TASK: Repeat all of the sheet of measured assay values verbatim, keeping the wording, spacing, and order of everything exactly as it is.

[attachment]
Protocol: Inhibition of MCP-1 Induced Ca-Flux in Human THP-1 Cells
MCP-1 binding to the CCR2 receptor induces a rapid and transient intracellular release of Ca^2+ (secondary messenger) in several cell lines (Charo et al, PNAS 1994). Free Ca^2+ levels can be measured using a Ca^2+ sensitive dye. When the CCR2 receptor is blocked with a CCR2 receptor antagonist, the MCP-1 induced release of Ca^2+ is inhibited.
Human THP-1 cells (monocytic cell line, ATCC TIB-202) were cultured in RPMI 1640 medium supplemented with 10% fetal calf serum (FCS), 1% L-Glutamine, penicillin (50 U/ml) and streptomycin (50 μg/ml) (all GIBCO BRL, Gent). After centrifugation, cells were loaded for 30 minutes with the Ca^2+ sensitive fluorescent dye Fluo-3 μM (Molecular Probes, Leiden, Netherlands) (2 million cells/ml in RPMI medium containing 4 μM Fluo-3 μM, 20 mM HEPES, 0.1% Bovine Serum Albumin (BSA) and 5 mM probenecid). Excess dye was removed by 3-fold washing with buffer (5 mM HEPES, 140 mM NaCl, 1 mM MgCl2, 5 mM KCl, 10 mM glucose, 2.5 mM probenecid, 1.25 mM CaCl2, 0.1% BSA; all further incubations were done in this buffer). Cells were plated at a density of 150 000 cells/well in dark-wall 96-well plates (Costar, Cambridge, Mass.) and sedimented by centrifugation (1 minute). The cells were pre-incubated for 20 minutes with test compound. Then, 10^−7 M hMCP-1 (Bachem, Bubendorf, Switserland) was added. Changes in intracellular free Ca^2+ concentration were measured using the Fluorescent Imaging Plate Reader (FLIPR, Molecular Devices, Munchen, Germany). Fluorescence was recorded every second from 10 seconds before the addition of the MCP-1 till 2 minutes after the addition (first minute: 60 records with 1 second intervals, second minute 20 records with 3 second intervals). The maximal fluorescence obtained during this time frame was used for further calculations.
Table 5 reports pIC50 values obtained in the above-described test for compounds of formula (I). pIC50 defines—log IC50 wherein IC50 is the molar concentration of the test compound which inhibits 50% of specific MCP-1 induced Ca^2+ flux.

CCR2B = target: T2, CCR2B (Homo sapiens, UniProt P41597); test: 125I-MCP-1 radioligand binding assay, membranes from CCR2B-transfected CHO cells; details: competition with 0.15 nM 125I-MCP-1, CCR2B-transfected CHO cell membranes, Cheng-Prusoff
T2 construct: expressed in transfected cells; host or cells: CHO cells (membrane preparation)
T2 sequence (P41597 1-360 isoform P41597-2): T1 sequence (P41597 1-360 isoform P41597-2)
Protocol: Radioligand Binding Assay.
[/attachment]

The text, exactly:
Protocol: Inhibition of MCP-1 Induced Ca-Flux in Human THP-1 Cells
MCP-1 binding to the CCR2 receptor induces a rapid and transient intracellular release of Ca^2+ (secondary messenger) in several cell lines (Charo et al, PNAS 1994). Free Ca^2+ levels can be measured using a Ca^2+ sensitive dye. When the CCR2 receptor is blocked with a CCR2 receptor antagonist, the MCP-1 induced release of Ca^2+ is inhibited.
Human THP-1 cells (monocytic cell line, ATCC TIB-202) were cultured in RPMI 1640 medium supplemented with 10% fetal calf serum (FCS), 1% L-Glutamine, penicillin (50 U/ml) and streptomycin (50 μg/ml) (all GIBCO BRL, Gent). After centrifugation, cells were loaded for 30 minutes with the Ca^2+ sensitive fluorescent dye Fluo-3 μM (Molecular Probes, Leiden, Netherlands) (2 million cells/ml in RPMI medium containing 4 μM Fluo-3 μM, 20 mM HEPES, 0.1% Bovine Serum Albumin (BSA) and 5 mM probenecid). Excess dye was removed by 3-fold washing with buffer (5 mM HEPES, 140 mM NaCl, 1 mM MgCl2, 5 mM KCl, 10 mM glucose, 2.5 mM probenecid, 1.25 mM CaCl2, 0.1% BSA; all further incubations were done in this buffer). Cells were plated at a density of 150 000 cells/well in dark-wall 96-well plates (Costar, Cambridge, Mass.) and sedimented by centrifugation (1 minute). The cells were pre-incubated for 20 minutes with test compound. Then, 10^−7 M hMCP-1 (Bachem, Bubendorf, Switserland) was added. Changes in intracellular free Ca^2+ concentration were measured using the Fluorescent Imaging Plate Reader (FLIPR, Molecular Devices, Munchen, Germany). Fluorescence was recorded every second from 10 seconds before the addition of the MCP-1 till 2 minutes after the addition (first minute: 60 records with 1 second intervals, second minute 20 records with 3 second intervals). The maximal fluorescence obtained during this time frame was used for further calculations.
Table 5 reports pIC50 values obtained in the above-described test for compounds of formula (I). pIC50 defines—log IC50 wherein IC50 is the molar concentration of the test compound which inhibits 50% of specific MCP-1 induced Ca^2+ flux.

CCR2B = target: T2, CCR2B (Homo sapiens, UniProt P41597); test: 125I-MCP-1 radioligand binding assay, membranes from CCR2B-transfected CHO cells; details: competition with 0.15 nM 125I-MCP-1, CCR2B-transfected CHO cell membranes, Cheng-Prusoff
T2 construct: expressed in transfected cells; host or cells: CHO cells (membrane preparation)
T2 sequence (P41597 1-360 isoform P41597-2): T1 sequence (P41597 1-360 isoform P41597-2)
Protocol: Radioligand Binding Assay.